Drug Maker to Stop Selling Medicine for MS in August
German drugs and pesticides maker Bayer AG will stop selling a type of medicine to treat multiple sclerosis in mid-2016 due to "supply problems," a government-backed charity warned.
The drug maker confirmed that it will stop selling the drug, known by its trade name Betaferon, in the domestic market in August. It was tight-lipped about why it plans to cut supplies in China.
The China Charity Federation, a non-profit organization funded by the Ministry of Civil Affairs, posted a statement on the looming supply cut on their website on January 18.
Multiple sclerosis (MS) is a rare neurological disease in which the protective layer around nerve fibers in the brain and spinal cord – known as myelin – becomes damaged. If this damage is not controlled, it can result in permanent disability.
Data from the China Food and Drug Administration (CFDA) show that the regulator has only approved two medicines to treat MS: Betaferon and Rebif, a drug manufactured by German pharmaceutical giant Merck KGaA. The patent for Rebif in the country expired in 2013.
Several MS patients told Caixin that Betaferon was the most widely available treatment since then.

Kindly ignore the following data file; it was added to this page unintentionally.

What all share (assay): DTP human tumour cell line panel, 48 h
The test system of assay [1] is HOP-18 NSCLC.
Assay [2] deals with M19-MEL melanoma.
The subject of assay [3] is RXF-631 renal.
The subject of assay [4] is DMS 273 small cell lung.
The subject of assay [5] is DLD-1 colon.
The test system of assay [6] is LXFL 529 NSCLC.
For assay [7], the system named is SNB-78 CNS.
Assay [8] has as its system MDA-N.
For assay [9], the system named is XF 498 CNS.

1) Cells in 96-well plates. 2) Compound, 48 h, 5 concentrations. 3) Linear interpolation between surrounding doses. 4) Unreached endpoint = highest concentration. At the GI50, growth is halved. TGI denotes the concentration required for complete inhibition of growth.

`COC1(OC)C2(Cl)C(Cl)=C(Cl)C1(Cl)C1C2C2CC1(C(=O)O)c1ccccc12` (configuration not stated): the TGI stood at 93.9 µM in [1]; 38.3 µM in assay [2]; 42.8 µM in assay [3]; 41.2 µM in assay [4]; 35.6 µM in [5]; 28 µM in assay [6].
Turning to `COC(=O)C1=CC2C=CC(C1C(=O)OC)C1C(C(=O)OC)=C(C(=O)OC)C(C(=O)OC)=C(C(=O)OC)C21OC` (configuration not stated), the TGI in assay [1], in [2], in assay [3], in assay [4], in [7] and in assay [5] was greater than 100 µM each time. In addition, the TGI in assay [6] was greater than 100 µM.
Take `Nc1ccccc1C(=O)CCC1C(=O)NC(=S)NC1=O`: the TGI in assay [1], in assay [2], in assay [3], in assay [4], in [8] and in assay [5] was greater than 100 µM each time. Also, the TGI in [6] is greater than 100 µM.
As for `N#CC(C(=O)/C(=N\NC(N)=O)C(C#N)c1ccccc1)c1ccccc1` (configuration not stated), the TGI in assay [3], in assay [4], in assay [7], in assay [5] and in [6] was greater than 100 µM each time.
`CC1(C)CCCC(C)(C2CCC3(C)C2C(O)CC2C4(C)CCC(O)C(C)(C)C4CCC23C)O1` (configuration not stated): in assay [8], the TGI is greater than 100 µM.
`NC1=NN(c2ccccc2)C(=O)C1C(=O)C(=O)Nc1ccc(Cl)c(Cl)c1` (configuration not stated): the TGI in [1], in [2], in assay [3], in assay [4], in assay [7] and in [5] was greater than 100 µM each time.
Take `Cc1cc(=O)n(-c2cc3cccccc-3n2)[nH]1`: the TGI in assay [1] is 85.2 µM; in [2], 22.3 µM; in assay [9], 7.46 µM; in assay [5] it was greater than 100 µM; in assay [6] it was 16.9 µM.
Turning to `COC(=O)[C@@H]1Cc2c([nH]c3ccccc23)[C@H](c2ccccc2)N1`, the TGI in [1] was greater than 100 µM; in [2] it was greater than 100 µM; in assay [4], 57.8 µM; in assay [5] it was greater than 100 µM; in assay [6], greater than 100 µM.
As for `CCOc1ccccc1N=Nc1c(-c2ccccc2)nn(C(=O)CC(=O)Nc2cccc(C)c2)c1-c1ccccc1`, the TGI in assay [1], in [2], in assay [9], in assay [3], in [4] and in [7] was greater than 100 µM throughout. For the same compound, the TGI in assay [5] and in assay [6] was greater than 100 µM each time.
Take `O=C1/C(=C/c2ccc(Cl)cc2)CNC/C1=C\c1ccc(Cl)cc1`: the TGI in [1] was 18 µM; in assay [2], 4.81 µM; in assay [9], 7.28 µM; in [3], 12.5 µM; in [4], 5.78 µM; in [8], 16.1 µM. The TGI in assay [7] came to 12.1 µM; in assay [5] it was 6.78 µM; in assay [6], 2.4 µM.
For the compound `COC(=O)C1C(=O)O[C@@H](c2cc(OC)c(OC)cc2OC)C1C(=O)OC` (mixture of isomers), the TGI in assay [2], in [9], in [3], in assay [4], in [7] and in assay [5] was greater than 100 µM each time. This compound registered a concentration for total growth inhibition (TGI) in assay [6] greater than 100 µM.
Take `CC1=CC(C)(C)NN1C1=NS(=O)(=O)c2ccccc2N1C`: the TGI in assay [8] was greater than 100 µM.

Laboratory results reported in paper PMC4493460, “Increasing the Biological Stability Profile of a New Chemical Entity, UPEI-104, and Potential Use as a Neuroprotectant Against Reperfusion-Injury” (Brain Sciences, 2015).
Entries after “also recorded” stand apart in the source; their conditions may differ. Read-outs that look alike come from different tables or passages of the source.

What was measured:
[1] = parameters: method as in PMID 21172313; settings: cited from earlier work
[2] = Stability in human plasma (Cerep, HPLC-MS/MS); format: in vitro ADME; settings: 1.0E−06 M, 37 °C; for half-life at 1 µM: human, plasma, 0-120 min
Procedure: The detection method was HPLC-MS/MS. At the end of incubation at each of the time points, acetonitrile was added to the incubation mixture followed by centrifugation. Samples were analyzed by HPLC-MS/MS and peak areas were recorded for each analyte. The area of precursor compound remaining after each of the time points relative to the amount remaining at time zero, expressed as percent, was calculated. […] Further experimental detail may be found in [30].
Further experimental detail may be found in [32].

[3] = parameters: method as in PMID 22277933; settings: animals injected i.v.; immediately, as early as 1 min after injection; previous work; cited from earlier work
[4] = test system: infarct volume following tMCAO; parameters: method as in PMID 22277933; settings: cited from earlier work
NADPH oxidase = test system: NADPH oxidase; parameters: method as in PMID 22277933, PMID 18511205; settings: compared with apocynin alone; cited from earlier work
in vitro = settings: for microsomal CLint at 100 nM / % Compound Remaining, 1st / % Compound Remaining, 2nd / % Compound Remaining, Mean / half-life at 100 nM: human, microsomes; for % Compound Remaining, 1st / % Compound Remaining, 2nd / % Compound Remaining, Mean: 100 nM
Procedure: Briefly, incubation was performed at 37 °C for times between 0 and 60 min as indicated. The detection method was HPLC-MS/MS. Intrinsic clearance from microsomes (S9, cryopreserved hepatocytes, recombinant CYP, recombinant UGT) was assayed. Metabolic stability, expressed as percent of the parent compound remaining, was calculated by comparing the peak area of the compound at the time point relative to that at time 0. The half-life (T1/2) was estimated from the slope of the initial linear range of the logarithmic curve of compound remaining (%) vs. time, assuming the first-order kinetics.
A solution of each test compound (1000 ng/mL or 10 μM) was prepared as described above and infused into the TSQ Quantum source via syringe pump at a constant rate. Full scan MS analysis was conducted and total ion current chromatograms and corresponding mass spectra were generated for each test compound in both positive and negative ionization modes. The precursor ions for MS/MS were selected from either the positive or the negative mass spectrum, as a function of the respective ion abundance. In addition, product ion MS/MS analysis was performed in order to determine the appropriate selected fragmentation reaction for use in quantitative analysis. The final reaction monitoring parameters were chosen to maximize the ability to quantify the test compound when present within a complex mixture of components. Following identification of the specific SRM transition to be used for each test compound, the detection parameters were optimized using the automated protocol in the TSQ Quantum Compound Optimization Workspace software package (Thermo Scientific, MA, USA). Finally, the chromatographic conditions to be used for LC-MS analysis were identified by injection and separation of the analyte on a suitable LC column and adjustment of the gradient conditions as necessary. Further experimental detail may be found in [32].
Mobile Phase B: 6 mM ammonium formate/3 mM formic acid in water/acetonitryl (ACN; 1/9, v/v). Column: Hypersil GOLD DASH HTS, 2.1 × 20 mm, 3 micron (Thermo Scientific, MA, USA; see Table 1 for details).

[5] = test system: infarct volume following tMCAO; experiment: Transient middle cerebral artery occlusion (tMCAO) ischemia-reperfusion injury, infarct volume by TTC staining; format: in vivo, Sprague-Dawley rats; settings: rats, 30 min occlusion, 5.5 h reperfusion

On average, patients require a dose of the medicine to be injected every other day, throughout their lifetime. Each shot costs 850 yuan, and a patient has to spend around 153,000 yuan each year for the treatment, patients said.
In 2012, China Charity Federation and Bayer started giving free injections needed for either four or six months of treatment for a patient based on their income every year. The project's website, however, shows that only about 1,000 patients applied for this program in the past four years.
The project stopped accepting applications on March 1.
Most patients cannot get regular treatment due to the high cost of medicine, said one patient who asked not to be named. There are only a handful of outdated surveys to gauge how many suffer from the disease. Some experts estimated that there were around 13,000 to 26,000 MS patients in 2009, the latest year for which data is available.
The global sale of Betaferon dropped 8.1 percent in 2015 from the previous year, according to the company's annual report.
The CFDA has not issued any statement on what the government plans to do once supplies run out.
(Rewritten by Chen Na)
Story Source: The above story is based on materials provided by CAIXINONLINE
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